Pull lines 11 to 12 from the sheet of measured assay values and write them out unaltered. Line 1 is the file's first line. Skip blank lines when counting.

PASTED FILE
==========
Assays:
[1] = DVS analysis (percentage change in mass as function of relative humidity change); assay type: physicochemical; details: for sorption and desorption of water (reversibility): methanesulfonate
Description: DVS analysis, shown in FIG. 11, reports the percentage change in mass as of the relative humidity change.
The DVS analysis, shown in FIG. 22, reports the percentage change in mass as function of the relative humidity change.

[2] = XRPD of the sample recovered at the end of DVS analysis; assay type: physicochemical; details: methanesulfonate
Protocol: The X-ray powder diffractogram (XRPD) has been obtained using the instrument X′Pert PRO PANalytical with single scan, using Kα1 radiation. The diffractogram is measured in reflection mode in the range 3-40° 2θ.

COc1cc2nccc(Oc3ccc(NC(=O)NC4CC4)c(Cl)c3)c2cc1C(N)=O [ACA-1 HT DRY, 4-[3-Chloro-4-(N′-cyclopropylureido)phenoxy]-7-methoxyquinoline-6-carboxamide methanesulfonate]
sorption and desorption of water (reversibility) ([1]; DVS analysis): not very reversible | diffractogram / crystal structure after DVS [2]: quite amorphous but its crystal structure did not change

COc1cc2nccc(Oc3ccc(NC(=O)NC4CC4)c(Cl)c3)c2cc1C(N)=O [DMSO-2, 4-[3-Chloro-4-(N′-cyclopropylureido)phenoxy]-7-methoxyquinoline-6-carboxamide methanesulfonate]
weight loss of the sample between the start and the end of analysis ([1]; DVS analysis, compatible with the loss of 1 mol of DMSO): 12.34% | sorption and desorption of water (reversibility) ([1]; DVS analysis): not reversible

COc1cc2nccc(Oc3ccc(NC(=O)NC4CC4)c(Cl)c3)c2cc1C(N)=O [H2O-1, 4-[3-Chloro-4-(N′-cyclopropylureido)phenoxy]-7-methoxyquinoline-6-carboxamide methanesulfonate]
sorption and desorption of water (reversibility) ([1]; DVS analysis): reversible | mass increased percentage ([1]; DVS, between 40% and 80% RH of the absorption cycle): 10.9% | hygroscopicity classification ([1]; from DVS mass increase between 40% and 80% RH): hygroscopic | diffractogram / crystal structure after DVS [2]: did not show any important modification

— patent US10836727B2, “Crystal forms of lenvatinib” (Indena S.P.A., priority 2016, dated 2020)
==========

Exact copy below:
COc1cc2nccc(Oc3ccc(NC(=O)NC4CC4)c(Cl)c3)c2cc1C(N)=O [H2O-1, 4-[3-Chloro-4-(N′-cyclopropylureido)phenoxy]-7-methoxyquinoline-6-carboxamide methanesulfonate]
sorption and desorption of water (reversibility) ([1]; DVS analysis): reversible | mass increased percentage ([1]; DVS, between 40% and 80% RH of the absorption cycle): 10.9% | hygroscopicity classification ([1]; from DVS mass increase between 40% and 80% RH): hygroscopic | diffractogram / crystal structure after DVS [2]: did not show any important modification